We like to announce the singers with the production and make that a separate announcement because it focuses on them more, rather than them just getting lost in the flurry of everything we’re saying right now. On top of it, I find that the longer we wait to cast, the higher level of artists we’re able to get. And I know that sounds contrary to what you might think. But the larger companies that pay the larger fees, they cast far in advance but they can tie people up.

We are not going to be able to tie somebody up with our fee structure long in advance. But now when I’m looking to cast for eight, 12, 16 months ahead, I have a greater likelihood of being able to get a higher caliber artist who’s available and will stick to the contract.

The original NYCO was heralded as “Opera for the People,” but recently a lot of small, flexible opera companies have sprouted in New York. I’m thinking Loft Opera, On Site Opera, the Prototype Festival and the many smaller ones associated with the New York Opera Alliance. How does the new NYCO fit into this more crowded field?

I see it as an uncrowded field. I think we’re in a class by ourselves. I think it’s crowded on that level, yes. And then there’s the Met. But the full scale, completely realized productions, in a proscenium theater with a union orchestra and chorus, which those companies don’t have, with scenery and costumes and all the elements of grand opera — perhaps not with superstars, but with emerging stars but on a grander scale, but not on the scale of the Met or La Scala — is where we fit in. And that’s where City Opera was always able to fit in.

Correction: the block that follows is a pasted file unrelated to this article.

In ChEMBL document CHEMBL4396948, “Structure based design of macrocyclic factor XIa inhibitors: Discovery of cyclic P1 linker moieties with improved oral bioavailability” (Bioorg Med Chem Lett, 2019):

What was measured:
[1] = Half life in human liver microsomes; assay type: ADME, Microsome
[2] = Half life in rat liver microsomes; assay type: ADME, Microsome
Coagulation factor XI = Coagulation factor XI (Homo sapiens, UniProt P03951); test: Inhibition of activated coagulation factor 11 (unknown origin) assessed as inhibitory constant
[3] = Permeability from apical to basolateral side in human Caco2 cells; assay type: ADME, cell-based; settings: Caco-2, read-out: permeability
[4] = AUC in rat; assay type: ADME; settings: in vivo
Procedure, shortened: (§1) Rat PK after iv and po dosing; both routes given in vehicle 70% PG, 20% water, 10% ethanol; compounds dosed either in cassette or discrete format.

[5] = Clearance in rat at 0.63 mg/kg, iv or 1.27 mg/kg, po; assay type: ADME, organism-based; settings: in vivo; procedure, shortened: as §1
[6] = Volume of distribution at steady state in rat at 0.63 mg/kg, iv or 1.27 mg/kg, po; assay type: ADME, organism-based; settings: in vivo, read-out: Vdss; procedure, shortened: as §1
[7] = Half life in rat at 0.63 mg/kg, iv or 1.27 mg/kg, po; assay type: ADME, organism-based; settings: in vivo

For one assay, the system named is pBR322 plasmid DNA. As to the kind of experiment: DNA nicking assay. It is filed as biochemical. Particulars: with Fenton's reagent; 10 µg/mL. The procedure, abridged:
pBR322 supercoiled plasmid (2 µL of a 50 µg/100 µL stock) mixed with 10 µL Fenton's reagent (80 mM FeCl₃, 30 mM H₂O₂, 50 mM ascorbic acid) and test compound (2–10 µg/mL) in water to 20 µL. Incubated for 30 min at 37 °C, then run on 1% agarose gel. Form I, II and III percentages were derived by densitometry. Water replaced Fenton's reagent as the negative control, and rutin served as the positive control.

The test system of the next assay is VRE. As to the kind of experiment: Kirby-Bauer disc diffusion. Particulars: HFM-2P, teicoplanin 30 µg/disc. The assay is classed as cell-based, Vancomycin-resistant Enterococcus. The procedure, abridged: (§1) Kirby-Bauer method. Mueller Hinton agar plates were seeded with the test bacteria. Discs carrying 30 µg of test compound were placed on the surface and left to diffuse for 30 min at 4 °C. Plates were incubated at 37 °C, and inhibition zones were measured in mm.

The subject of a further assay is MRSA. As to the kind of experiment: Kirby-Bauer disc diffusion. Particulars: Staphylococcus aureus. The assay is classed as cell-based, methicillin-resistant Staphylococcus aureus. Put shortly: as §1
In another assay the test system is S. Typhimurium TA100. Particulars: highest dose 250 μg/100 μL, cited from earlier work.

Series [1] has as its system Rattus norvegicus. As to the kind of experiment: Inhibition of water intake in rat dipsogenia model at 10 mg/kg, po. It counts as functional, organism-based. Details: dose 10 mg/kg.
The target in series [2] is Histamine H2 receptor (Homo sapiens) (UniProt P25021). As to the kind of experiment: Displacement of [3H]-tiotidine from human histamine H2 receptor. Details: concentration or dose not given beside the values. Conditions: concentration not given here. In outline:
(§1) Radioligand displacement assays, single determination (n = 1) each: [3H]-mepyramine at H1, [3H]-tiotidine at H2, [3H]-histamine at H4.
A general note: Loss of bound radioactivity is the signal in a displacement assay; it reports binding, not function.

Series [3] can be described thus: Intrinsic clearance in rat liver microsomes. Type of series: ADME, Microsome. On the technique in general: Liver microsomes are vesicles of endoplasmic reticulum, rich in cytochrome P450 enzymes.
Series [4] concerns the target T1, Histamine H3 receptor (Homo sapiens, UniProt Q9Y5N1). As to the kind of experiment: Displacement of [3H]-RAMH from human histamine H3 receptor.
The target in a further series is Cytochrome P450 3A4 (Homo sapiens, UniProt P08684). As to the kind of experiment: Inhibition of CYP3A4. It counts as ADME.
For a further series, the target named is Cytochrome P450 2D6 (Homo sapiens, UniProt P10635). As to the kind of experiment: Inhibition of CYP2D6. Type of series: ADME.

Sounds like you must have had to redo your contracts with the union musicians.

We’ve successfully renegotiated all our contracts at a substantial discount from what they were before. We have an excellent relationship with all the unions, and we’ve had their cooperation. And it’s because of their cooperation that we’ve been able to restart this company. And I’m grateful to them and it’s very much a partnership.

Everyone talks of attracting younger audiences to opera. I suppose you are you thinking about that, too?

It’s perhaps the most important thing we have to do. We have our educational programs, which are wonderful for younger people who are going to grow up to enjoy opera, and that’s important. But it’s trying to attract the 25- to 40-year-olds who are not opera lovers and get them engaged and at the same time serve the traditional audience.